Thank you to all of her friends and family who were there to support her during these difficult times. Phyllis is now, finally, pain free and in a better place. She was loved dearly and will be greatly missed. Interment took place in Los Angeles.

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Gwen Centre Creative Living Centre celebrates 35th anniversary



By BERNIE BELLAN Over 100 individuals gathered at the Gwen Secter Centre on Tuesday evening, July 18 – under the big top that serves as the venue for the summer series of outdoor concerts that is now in its third year at the centre.
The occasion was the celebration of the Gwen Secter Centre’s 35th anniversary. It was also an opportunity to honour the memory of Sophie Shinewald, who passed away at the age of 106 in 2019, but who, as recently as 2018, was still a regular attendee at the Gwen Secter Centre.
As Gwen Secter Executive Director Becky Chisick noted in her remarks to the audience, Sophie had been volunteering at the Gwen Secter Centre for years – answering the phone among other duties. Becky remarked that Sophie’s son, Ed Shinewald, had the phone number for the Gwen Secter Centre stored in his phone as “Mum’s work.”

Raquel Dancho (left), Member of Parliament for Kildonan-St.Paul, and Nikki Spigelman, President, Gwen Secter Centre

Remarks were also delivered by Raquel Dancho, Member of Parliament for Kildonan-St. Paul, who was the only representative of any level of government in attendance. (How times have changed: I remember well the steadfast support the former Member of the Legislature for St. John’s, Gord Mackintosh, showed the Gwen Secter Centre when it was perilously close to being closed down. And, of course, for years, the area in which the Gwen Secter Centre is situated was represented by the late Saul Cherniack.)
Sophie Shinewald’s granddaughter, Alix (who flew in from Chicago), represented the Shinewald family at the event. (Her brother, Benjamin, who lives in Ottawa, wasn’t able to attend, but he sent a pre-recorded audio message that was played for the audience.)
Musical entertainment for the evening was provided by a group of talented singers, led by Julia Kroft. Following the concert, attendees headed inside to partake of a sumptuous assortment of pastries, all prepared by the Gwen Secter culinary staff. (And, despite my asking whether I could take a doggy bag home, I was turned down.)

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Palestinian gunmen kill 4 Israelis in West Bank gas station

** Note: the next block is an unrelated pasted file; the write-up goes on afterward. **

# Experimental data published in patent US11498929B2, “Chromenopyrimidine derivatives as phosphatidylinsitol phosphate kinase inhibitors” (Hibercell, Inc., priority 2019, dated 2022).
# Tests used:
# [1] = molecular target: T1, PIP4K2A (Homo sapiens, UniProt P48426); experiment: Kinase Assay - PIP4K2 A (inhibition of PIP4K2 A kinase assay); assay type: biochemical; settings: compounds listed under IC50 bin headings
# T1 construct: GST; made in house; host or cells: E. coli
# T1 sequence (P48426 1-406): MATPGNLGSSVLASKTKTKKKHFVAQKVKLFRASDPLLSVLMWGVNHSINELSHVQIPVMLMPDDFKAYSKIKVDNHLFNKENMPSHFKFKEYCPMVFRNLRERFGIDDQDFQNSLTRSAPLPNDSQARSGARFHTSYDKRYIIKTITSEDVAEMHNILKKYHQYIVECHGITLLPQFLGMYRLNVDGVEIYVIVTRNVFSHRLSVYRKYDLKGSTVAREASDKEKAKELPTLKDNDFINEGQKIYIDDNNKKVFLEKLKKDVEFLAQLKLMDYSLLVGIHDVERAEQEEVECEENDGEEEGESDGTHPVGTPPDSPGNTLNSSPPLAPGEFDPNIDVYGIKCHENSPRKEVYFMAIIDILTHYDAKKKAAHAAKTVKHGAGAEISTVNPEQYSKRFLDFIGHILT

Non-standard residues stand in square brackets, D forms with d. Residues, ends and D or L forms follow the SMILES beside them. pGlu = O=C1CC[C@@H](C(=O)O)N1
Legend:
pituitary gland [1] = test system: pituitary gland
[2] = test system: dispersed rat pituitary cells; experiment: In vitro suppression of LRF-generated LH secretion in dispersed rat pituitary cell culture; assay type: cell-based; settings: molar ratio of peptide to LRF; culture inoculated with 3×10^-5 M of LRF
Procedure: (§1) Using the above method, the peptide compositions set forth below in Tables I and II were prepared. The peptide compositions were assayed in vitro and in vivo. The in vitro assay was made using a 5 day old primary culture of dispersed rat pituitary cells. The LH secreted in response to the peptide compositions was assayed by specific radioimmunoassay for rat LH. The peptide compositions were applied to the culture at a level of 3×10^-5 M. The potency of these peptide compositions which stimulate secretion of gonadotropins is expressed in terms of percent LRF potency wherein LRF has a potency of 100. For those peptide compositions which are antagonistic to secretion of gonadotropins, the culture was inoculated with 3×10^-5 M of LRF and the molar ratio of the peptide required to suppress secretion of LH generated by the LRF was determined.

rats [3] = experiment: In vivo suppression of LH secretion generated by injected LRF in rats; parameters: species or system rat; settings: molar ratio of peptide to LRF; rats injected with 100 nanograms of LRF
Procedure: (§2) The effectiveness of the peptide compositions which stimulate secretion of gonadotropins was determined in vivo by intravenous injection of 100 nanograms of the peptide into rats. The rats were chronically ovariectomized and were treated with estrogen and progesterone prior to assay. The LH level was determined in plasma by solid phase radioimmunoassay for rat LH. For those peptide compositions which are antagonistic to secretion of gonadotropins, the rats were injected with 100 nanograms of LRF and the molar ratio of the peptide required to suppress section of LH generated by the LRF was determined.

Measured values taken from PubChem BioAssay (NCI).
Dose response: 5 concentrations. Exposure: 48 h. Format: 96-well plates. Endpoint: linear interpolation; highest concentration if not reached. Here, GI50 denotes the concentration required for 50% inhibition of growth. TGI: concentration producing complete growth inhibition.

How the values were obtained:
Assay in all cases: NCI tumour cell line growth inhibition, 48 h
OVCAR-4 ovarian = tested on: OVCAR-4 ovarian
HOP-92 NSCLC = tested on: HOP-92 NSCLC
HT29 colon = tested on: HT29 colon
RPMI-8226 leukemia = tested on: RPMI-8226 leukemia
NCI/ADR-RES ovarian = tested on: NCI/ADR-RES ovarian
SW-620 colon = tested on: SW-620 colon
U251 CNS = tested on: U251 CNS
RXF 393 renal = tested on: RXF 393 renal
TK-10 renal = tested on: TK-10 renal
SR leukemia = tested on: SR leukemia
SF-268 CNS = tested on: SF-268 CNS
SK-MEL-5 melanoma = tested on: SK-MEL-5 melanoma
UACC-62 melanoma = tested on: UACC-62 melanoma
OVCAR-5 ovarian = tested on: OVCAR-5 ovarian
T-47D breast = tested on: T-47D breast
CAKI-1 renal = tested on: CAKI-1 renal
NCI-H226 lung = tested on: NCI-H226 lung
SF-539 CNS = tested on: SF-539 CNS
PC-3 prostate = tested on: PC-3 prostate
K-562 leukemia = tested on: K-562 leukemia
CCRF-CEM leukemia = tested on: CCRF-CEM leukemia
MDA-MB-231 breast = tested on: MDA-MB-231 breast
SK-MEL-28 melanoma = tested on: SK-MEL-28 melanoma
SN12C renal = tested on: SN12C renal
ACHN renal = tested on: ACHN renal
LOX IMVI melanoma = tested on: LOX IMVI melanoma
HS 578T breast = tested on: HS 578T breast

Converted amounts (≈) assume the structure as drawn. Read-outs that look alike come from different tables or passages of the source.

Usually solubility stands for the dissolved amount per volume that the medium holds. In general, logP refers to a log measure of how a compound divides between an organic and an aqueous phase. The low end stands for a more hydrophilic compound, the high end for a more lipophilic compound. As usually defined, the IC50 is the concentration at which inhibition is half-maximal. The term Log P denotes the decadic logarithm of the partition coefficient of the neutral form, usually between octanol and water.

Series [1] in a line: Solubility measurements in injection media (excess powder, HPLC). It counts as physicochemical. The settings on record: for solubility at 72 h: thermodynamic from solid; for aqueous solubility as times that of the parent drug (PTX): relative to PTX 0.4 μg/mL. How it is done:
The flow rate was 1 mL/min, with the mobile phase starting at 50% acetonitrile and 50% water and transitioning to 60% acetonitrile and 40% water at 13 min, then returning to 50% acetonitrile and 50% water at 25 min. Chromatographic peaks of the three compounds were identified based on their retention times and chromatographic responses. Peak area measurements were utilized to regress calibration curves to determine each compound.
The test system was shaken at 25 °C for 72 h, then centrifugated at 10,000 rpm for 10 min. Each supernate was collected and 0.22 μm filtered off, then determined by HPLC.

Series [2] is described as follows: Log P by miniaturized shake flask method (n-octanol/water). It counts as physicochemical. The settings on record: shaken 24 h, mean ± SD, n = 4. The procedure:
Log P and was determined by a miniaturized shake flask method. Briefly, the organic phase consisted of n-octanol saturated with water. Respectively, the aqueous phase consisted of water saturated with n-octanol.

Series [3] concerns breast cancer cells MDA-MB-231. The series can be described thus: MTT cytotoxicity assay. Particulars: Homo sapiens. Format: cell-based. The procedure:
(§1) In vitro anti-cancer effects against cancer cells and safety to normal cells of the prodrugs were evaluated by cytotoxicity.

This is a developing story.

(JTA) — Palestinian gunmen killed four people and wounded four in a terror attack at a gas station near the West Bank settlement of Eli, the Israeli army reported.

An Israeli civilian returning fire at the scene of the attack on Tuesday killed one of the attackers, who emerged from a vehicle, and two others fled.

Kan, Israel’s public broadcaster, said one of those wounded was in serious condition. The gunmen, while in the vehicle, shot at a guard post at the entry to the settlement, and then continued to the gas station which is also the site of a snack bar. A nearby yeshiva went into lockdown.

Israeli Defense Minister Yoav Gallant announced plans to convene a briefing with top security officials within hours of the attack. Kan reported that there were celebrations of the killing in major West Bank cities and in the Gaza Strip, initiated by terrorist groups Hamas and Palestinian Islamic Jihad. Hamas said the shooting attack Tuesday was triggered by the Jenin raid.

The shooting comes as tensions intensify in the West Bank. A day earlier, Israeli troops raiding the city of Jenin to arrest accused terrorists killed five people.

The Biden administration spoke out over the weekend against Israel’s plans to build 4,000 new housing units for Jewish settlers in the West Bank. Israeli Prime Minister Benjamin Netanyahu also finalized plans to  transfer West Bank building decisions to Bezalel Smotrich, the extremist who is the finance minister. Smotrich has said he wants to limit Palestinian building and expand settlement building.

Kan reported that the dead terrorist was a resident of a village, Urif, close to Huwara, the Palestinian town where terrorists killed two Israeli brothers driving through in February. Settlers retaliated by raiding the village and burning cars and buildings.

The post Palestinian gunmen kill 4 Israelis in West Bank gas station appeared first on Jewish Telegraphic Agency.